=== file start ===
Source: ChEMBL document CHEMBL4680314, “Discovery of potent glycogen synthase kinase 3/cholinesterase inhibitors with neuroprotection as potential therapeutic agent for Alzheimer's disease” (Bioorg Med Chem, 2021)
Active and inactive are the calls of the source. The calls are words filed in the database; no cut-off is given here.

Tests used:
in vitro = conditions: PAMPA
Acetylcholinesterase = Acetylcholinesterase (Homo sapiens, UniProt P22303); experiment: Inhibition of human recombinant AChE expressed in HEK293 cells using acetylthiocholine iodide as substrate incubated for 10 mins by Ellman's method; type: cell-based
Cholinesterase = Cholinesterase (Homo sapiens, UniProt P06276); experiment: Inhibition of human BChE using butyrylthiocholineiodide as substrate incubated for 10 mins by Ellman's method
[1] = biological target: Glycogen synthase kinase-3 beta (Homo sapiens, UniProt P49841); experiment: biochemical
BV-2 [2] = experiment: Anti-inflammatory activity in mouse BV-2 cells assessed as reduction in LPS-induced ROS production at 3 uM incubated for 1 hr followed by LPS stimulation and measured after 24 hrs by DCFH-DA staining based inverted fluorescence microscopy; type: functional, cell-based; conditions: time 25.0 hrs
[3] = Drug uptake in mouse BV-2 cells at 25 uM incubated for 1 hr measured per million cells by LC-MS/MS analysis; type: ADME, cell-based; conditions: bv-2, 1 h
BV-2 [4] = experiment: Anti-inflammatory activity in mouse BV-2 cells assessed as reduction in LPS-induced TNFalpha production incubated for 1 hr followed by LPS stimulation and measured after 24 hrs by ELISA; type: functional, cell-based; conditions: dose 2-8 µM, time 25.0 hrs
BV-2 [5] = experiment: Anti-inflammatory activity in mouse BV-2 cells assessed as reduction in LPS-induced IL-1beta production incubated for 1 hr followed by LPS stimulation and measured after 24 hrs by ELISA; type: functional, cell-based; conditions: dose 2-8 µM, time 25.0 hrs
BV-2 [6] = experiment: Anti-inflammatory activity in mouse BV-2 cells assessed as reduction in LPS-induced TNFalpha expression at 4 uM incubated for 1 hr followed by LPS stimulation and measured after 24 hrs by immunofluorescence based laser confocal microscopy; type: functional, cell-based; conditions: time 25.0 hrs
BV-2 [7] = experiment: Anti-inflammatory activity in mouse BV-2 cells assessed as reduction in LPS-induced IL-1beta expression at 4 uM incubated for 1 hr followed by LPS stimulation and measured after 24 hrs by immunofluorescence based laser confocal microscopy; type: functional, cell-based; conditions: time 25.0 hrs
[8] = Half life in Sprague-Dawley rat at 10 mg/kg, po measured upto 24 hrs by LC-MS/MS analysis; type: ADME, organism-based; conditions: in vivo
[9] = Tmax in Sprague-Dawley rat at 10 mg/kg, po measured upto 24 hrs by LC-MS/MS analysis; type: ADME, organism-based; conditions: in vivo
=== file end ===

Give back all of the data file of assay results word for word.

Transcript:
Source: ChEMBL document CHEMBL4680314, “Discovery of potent glycogen synthase kinase 3/cholinesterase inhibitors with neuroprotection as potential therapeutic agent for Alzheimer's disease” (Bioorg Med Chem, 2021)
Active and inactive are the calls of the source. The calls are words filed in the database; no cut-off is given here.

Tests used:
in vitro = conditions: PAMPA
Acetylcholinesterase = Acetylcholinesterase (Homo sapiens, UniProt P22303); experiment: Inhibition of human recombinant AChE expressed in HEK293 cells using acetylthiocholine iodide as substrate incubated for 10 mins by Ellman's method; type: cell-based
Cholinesterase = Cholinesterase (Homo sapiens, UniProt P06276); experiment: Inhibition of human BChE using butyrylthiocholineiodide as substrate incubated for 10 mins by Ellman's method
[1] = biological target: Glycogen synthase kinase-3 beta (Homo sapiens, UniProt P49841); experiment: biochemical
BV-2 [2] = experiment: Anti-inflammatory activity in mouse BV-2 cells assessed as reduction in LPS-induced ROS production at 3 uM incubated for 1 hr followed by LPS stimulation and measured after 24 hrs by DCFH-DA staining based inverted fluorescence microscopy; type: functional, cell-based; conditions: time 25.0 hrs
[3] = Drug uptake in mouse BV-2 cells at 25 uM incubated for 1 hr measured per million cells by LC-MS/MS analysis; type: ADME, cell-based; conditions: bv-2, 1 h
BV-2 [4] = experiment: Anti-inflammatory activity in mouse BV-2 cells assessed as reduction in LPS-induced TNFalpha production incubated for 1 hr followed by LPS stimulation and measured after 24 hrs by ELISA; type: functional, cell-based; conditions: dose 2-8 µM, time 25.0 hrs
BV-2 [5] = experiment: Anti-inflammatory activity in mouse BV-2 cells assessed as reduction in LPS-induced IL-1beta production incubated for 1 hr followed by LPS stimulation and measured after 24 hrs by ELISA; type: functional, cell-based; conditions: dose 2-8 µM, time 25.0 hrs
BV-2 [6] = experiment: Anti-inflammatory activity in mouse BV-2 cells assessed as reduction in LPS-induced TNFalpha expression at 4 uM incubated for 1 hr followed by LPS stimulation and measured after 24 hrs by immunofluorescence based laser confocal microscopy; type: functional, cell-based; conditions: time 25.0 hrs
BV-2 [7] = experiment: Anti-inflammatory activity in mouse BV-2 cells assessed as reduction in LPS-induced IL-1beta expression at 4 uM incubated for 1 hr followed by LPS stimulation and measured after 24 hrs by immunofluorescence based laser confocal microscopy; type: functional, cell-based; conditions: time 25.0 hrs
[8] = Half life in Sprague-Dawley rat at 10 mg/kg, po measured upto 24 hrs by LC-MS/MS analysis; type: ADME, organism-based; conditions: in vivo
[9] = Tmax in Sprague-Dawley rat at 10 mg/kg, po measured upto 24 hrs by LC-MS/MS analysis; type: ADME, organism-based; conditions: in vivo